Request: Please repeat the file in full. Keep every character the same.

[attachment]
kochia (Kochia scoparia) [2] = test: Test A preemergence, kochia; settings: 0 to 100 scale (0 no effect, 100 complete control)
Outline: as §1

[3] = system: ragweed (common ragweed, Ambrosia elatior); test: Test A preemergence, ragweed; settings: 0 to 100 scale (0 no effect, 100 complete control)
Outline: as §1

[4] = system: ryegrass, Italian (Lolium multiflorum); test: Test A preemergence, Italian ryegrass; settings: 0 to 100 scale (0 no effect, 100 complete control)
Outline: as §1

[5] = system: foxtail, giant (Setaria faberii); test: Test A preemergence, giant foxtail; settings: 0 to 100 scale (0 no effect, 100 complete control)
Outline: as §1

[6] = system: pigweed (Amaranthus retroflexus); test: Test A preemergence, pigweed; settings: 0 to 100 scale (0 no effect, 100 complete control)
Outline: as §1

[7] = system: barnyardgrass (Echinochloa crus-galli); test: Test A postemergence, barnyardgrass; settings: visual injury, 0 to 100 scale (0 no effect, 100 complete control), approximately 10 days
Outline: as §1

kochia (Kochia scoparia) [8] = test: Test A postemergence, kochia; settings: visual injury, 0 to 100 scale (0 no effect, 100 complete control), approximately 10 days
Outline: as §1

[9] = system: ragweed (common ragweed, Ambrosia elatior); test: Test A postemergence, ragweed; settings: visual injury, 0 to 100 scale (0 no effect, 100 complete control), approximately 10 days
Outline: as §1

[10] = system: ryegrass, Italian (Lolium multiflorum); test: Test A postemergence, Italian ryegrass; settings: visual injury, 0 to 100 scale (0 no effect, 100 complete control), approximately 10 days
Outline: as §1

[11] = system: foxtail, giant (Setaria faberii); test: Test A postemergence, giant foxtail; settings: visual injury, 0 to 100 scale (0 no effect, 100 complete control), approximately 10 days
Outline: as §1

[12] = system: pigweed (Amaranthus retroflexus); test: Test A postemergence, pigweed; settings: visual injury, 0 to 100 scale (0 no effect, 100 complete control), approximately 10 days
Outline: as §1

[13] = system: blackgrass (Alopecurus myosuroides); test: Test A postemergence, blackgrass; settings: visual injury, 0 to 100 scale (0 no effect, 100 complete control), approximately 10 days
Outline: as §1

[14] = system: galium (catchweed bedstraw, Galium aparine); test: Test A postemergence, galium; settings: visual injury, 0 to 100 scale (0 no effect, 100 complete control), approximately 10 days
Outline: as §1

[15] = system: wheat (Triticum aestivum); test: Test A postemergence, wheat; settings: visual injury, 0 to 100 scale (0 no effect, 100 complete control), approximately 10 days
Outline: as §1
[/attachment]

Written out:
kochia (Kochia scoparia) [2] = test: Test A preemergence, kochia; settings: 0 to 100 scale (0 no effect, 100 complete control)
Outline: as §1

[3] = system: ragweed (common ragweed, Ambrosia elatior); test: Test A preemergence, ragweed; settings: 0 to 100 scale (0 no effect, 100 complete control)
Outline: as §1

[4] = system: ryegrass, Italian (Lolium multiflorum); test: Test A preemergence, Italian ryegrass; settings: 0 to 100 scale (0 no effect, 100 complete control)
Outline: as §1

[5] = system: foxtail, giant (Setaria faberii); test: Test A preemergence, giant foxtail; settings: 0 to 100 scale (0 no effect, 100 complete control)
Outline: as §1

[6] = system: pigweed (Amaranthus retroflexus); test: Test A preemergence, pigweed; settings: 0 to 100 scale (0 no effect, 100 complete control)
Outline: as §1

[7] = system: barnyardgrass (Echinochloa crus-galli); test: Test A postemergence, barnyardgrass; settings: visual injury, 0 to 100 scale (0 no effect, 100 complete control), approximately 10 days
Outline: as §1

kochia (Kochia scoparia) [8] = test: Test A postemergence, kochia; settings: visual injury, 0 to 100 scale (0 no effect, 100 complete control), approximately 10 days
Outline: as §1

[9] = system: ragweed (common ragweed, Ambrosia elatior); test: Test A postemergence, ragweed; settings: visual injury, 0 to 100 scale (0 no effect, 100 complete control), approximately 10 days
Outline: as §1

[10] = system: ryegrass, Italian (Lolium multiflorum); test: Test A postemergence, Italian ryegrass; settings: visual injury, 0 to 100 scale (0 no effect, 100 complete control), approximately 10 days
Outline: as §1

[11] = system: foxtail, giant (Setaria faberii); test: Test A postemergence, giant foxtail; settings: visual injury, 0 to 100 scale (0 no effect, 100 complete control), approximately 10 days
Outline: as §1

[12] = system: pigweed (Amaranthus retroflexus); test: Test A postemergence, pigweed; settings: visual injury, 0 to 100 scale (0 no effect, 100 complete control), approximately 10 days
Outline: as §1

[13] = system: blackgrass (Alopecurus myosuroides); test: Test A postemergence, blackgrass; settings: visual injury, 0 to 100 scale (0 no effect, 100 complete control), approximately 10 days
Outline: as §1

[14] = system: galium (catchweed bedstraw, Galium aparine); test: Test A postemergence, galium; settings: visual injury, 0 to 100 scale (0 no effect, 100 complete control), approximately 10 days
Outline: as §1

[15] = system: wheat (Triticum aestivum); test: Test A postemergence, wheat; settings: visual injury, 0 to 100 scale (0 no effect, 100 complete control), approximately 10 days
Outline: as §1